Calendar Date: February 24, 2017
Geoffry Schotter, New York City, for appellant.
Vecchione, Vecchione, Connors & Cano LLP, Garden City
(Brian Anson of counsel), for St. Luke's Roosevelt
Hospital and another, respondents.
Before: Garry, J.P., Lynch, Clark, Mulvey and Aarons, JJ.
MEMORANDUM AND ORDER
from a decision of the Workers' Compensation Board, filed
December 15, 2015, which ruled that claimant did not sustain
a compensable injury and denied her claim for workers'
2014, claimant, a registered nurse, filed a claim for
workers' compensation benefits alleging that, as a result
of being wrongfully terminated, reinstated and then subjected
to, among other things, harassment from her colleagues and
supervisors, she sustained work-related injuries consisting
of insomnia, depression, posttraumatic stress disorder and
severe social phobia. The claim was controverted, and,
following a hearing, a Workers' Compensation Law Judge
disallowed the claim. Upon administrative review, the
Workers' Compensation Board upheld that determination,
finding that claimant failed to establish a compensable
psychiatric injury because her stress-related mental injuries
stemmed from her involvement in a disciplinary proceeding
that resulted in a six-month suspension without pay
(see Workers' Compensation Law § 2 ).
Claimant now appeals.
affirm. "It is well established that mental injuries
caused by work-related stress are compensable if the claimant
can establish that the stress that caused the injury was
greater than that which other similarly situated workers
experienced in the normal work environment" (Matter
of Cuva v State Ins. Fund, 144 A.D.3d 1362, 1364 
[internal quotation marks and citations omitted];
see Workers' Compensation Law § 2 ;
Matter of Lozowski v Wiz, 134 A.D.3d 1177, 1178
; Matter of Guillo v NYC Hous. Auth., 115
A.D.3d 1140, 1140-1141 ; Matter of Cerda v New York
Racing Assn., 112 A.D.3d 1075, 1076 ).
Workers' Compensation Law § 2 (7), however,
precludes claims for mental injuries based upon work-related
stress "if such mental injury is a direct consequence of
a lawful personnel decision involving a disciplinary action,
work evaluation, job transfer, demotion, or termination taken
in good faith by the employer" (see Matter of Haynes
v Catholic Charities, 135 A.D.3d 1267, 1267 ;
Matter of Brittain v New York State Ins. Dept., 107
A.D.3d 1340, 1341 ). "Whether the employer's
actions constituted a lawful personnel decision undertaken in
good faith is a factual issue to be resolved by the
Board" and will not be disturbed provided that it is
supported by substantial evidence (Matter of Haynes v
Catholic Charities, 135 A.D.3d at 1267 [internal
quotation marks and citations omitted]; accord Matter of
Aubel v Price Chopper, 307 A.D.2d 691, 691 ).
record reflects that, in December 2010, claimant's
employment was terminated for allegedly leaving her post and
abandoning her patients for over 90 minutes to engage in a
personal conversation. An arbitrator thereafter found that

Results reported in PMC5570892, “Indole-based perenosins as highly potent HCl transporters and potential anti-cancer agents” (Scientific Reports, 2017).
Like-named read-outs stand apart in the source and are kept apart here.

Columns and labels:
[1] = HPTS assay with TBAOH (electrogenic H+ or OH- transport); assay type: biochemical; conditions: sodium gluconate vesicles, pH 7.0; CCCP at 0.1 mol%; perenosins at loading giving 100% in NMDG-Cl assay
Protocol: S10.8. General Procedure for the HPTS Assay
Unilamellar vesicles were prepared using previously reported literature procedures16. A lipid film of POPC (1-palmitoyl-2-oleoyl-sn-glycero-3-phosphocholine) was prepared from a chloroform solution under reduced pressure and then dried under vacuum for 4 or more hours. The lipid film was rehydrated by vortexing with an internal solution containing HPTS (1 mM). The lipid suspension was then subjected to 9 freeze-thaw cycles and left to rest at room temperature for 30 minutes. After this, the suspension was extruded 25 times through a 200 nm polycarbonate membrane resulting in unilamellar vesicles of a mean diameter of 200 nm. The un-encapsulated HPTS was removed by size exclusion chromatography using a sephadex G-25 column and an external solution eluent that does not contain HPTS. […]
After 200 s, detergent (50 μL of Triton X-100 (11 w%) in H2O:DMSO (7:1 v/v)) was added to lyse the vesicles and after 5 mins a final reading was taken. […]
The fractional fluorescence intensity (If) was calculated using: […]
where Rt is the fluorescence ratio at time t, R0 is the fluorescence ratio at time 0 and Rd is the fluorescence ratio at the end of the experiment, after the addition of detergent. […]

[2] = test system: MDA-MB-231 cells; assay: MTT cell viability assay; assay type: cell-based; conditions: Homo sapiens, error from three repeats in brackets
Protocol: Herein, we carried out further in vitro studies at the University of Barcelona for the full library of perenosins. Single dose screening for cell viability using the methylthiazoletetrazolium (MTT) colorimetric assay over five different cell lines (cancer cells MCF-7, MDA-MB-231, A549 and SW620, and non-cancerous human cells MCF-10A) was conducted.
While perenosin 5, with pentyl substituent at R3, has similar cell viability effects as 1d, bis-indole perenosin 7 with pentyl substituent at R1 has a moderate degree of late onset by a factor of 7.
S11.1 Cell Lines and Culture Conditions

just cause did not support claimant's termination, and
claimant's employment was reinstated and she was given a
six-month suspension . Claimant testified that, upon
returning to work in July 2012, and up until she left her
employment in November 2013, her psychiatric injuries were
caused by the mistreatment that she endured from her
coworkers consisting of hostility, threats and harassment,
and that management failed to intercede when she lodged her
complaints to her supervisor and the human resources
department. Contrary to claimant's contentions, the
employer's witness, the director and supervisor of the
nursing staff, testified that she received a single complaint
from claimant regarding the lack of support from her
coworkers and their unfriendly disposition towards her;
however, upon conducting an investigation and speaking to
claimant's coworkers, claimant's allegation was
unfounded. The employer's witness also testified that she
did not recall receiving any other direct complaints from
claimant regarding any alleged lack of support from the
deference to the Board's resolution of witness
credibility issues (see Matter of Cuva v State Ins.
Fund, 144 A.D.3d at 1365; Matter of Guillo v NYC
Hous. Auth., 115 A.D.3d at 1141), and in light of the
evidence that claimant began receiving medical treatment for
her psychiatric conditions, including depression, anxiety and
insomnia, as early as June 2010, we find no basis to disturb
the Board's factual determination that claimant's
work-related stress did not exceed that which could be
expected in her normal work environment and that the genesis
of the exacerbation of her mental injuries was her
involvement in a disciplinary proceeding taken in good faith
and not her interactions with coworkers upon returning to
work in June 2012 (see Workers' Compensation Law
§ 2 ; Matter of Lozowski v Wiz, 134 A.D.3d
at 1178; Matter of Guillo v NYC Hous. Auth., 115
A.D.3d at 1141; compare Matter of Haynes v Catholic
Charities, 135 A.D.3d at 1268).
Clark, Mulvey and Aarons, JJ., concur.
that the decision is affirmed, without costs.